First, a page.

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GM Defense is bidding on a personnel carrier with a version of the ZR2 Chevrolet Colorado

Hello Detroit, the U.S. Army Wants You

The Army is interested in robotics, autonomous vehicles, hybrid powertrains and electric propulsion including fuel cells.

As the coronavirus crisis shuts down the automotive industry, automakers and suppliers are deeply concerned about a severe economic downturn. They’re laying off employees, mandating pay cuts, eliminating dividends and doing everything they can to slash costs. Yet, even though the outlook is bad, there is one area where they have an opportunity to drum up new business.

The U.S. Army is keen to reconnect with the American auto industry. While Detroit once was known as the Arsenal of Democracy, these days there is little direct connection between the military and the auto industry. And the Army wants to change that.

This was the discussion on one of my televisions shows, “Autoline This Week,” where Brigadier General Ross Coffman laid out what the Army is after.

The U.S. military is on a big modernization push because so many of the ground vehicles it uses are out of date. For example, the Army still is using a personnel carrier, the M 113, which was first deployed in 1962.

What appeals to the military is the auto industry’s large-scale manufacturing capabilities, and how that could be applied to making combat vehicles. The Army wants to pay less for parts by taking advantage of automotive supply chains which purchase millions of parts globally.

And it wants to re-establish connections with the auto industry before they’re needed before it’s sent into any combat situation.

Specifically, the Army is interested in robotics, autonomous vehicles, hybrid powertrains and electric propulsion including fuel cells. Anything that can reduce fuel consumption means improved logistics, less refueling and more time on the battlefield.

It’s also after prognostics and diagnostics which can predict when something will need to be replaced, before it breaks. Just knowing what parts to order before they’re needed provides a big advantage in combat capability. And the Army also is after suppliers with deep expertise in automotive quality controls and processes.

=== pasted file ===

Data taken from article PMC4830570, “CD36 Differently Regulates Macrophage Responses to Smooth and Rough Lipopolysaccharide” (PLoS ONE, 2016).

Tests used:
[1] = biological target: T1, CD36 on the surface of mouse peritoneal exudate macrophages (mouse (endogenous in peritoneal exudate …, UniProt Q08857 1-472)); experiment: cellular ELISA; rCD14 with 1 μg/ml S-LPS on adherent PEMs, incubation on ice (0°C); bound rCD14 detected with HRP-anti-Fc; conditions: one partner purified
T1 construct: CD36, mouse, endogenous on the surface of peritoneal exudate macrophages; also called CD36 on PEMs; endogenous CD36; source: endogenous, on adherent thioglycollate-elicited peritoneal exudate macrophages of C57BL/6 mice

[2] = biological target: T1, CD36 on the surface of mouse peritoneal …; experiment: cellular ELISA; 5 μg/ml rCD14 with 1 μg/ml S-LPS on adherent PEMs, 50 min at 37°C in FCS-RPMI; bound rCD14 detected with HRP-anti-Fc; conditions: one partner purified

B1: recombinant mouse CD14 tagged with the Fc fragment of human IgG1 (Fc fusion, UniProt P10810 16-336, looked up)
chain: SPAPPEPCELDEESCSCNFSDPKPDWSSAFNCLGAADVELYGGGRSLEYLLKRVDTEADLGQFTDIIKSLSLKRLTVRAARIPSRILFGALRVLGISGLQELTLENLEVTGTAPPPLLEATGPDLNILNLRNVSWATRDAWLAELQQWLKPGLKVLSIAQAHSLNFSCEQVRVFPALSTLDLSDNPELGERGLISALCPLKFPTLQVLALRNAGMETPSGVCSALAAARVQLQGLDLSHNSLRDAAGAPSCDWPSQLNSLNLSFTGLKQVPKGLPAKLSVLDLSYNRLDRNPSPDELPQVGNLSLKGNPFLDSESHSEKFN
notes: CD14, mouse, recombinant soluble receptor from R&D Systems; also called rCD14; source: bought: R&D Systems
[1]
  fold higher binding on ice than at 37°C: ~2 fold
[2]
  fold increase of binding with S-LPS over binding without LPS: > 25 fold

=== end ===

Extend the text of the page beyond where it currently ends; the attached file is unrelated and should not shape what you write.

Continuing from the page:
One of the approaches the Army is taking to re-establish connections with the auto industry is holding what they call Soldier Innovation Workshops. These put soldiers and suppliers together, so that soldiers can see what kind of technology suppliers have, so they can think of applications for it. And it allows suppliers to ask soldiers what kinds of problems they’re encountering on the battlefield, so they can come up with solutions.

The paperwork involved in getting a military contract can be daunting. But there’s a website, www.SAM.gov where automotive companies can find a lot of information on what the Army needs, and how to bid on it.

General Motors recognized the opportunities that are available, and it revived its Defense division in 2017. It says the Army has very clear requirements, which means it can be easier to design military vehicles than civilian ones, because consumers have such a wide-spread variety of needs and wants. The Army is very specific about what it wants.

GM Defense is bidding on a personnel carrier and developed its own version based on a ZR2 Chevrolet Colorado. That’s the heavy-duty off-road, performance version of the Colorado pickup truck. They yanked the body off the truck, built up a new one that has room for nine soldiers, added a bunch of off-road racing components, and came up with a personnel carrier that has amazing rock-climbing capabilities. Yet 70% of the parts came right off the shelf.

That is exactly the kind of involvement from the auto industry that the Army is looking for. And yet, most suppliers are unaware of how much opportunity is lying out there just waiting for them to bid on it.

John McElroyFor most automotive companies, any military contracts would be a small part of their business. But it would bring in revenue and profits. And at a time when business looks very bleak due to the coronavirus, I’ve got to believe that any new revenue and profits would be welcome indeed.

John McElroy is editorial director of Blue Sky Productions and producer of “Autoline Detroit” for WTVS-Channel 56, Detroit.

TAGS: Technology
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